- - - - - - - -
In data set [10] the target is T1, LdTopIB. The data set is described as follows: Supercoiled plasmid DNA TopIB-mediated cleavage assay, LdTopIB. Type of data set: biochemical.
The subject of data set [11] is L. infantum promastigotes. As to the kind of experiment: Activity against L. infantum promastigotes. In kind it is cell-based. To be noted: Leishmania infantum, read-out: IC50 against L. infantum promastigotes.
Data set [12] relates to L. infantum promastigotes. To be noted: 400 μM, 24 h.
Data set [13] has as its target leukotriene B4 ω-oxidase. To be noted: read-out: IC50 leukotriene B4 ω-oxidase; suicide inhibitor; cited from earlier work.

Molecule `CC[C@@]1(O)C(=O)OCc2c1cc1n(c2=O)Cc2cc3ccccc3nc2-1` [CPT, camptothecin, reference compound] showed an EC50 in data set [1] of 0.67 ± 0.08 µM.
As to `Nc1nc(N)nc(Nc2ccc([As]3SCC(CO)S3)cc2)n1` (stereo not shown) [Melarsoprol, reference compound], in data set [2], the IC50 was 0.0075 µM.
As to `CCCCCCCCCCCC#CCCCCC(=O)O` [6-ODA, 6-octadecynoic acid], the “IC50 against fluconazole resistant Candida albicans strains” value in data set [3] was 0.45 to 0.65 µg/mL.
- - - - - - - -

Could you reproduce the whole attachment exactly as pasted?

In data set [10] the target is T1, LdTopIB. The data set is described as follows: Supercoiled plasmid DNA TopIB-mediated cleavage assay, LdTopIB. Type of data set: biochemical.
The subject of data set [11] is L. infantum promastigotes. As to the kind of experiment: Activity against L. infantum promastigotes. In kind it is cell-based. To be noted: Leishmania infantum, read-out: IC50 against L. infantum promastigotes.
Data set [12] relates to L. infantum promastigotes. To be noted: 400 μM, 24 h.
Data set [13] has as its target leukotriene B4 ω-oxidase. To be noted: read-out: IC50 leukotriene B4 ω-oxidase; suicide inhibitor; cited from earlier work.

Molecule `CC[C@@]1(O)C(=O)OCc2c1cc1n(c2=O)Cc2cc3ccccc3nc2-1` [CPT, camptothecin, reference compound] showed an EC50 in data set [1] of 0.67 ± 0.08 µM.
As to `Nc1nc(N)nc(Nc2ccc([As]3SCC(CO)S3)cc2)n1` (stereo not shown) [Melarsoprol, reference compound], in data set [2], the IC50 was 0.0075 µM.
As to `CCCCCCCCCCCC#CCCCCC(=O)O` [6-ODA, 6-octadecynoic acid], the “IC50 against fluconazole resistant Candida albicans strains” value in data set [3] was 0.45 to 0.65 µg/mL.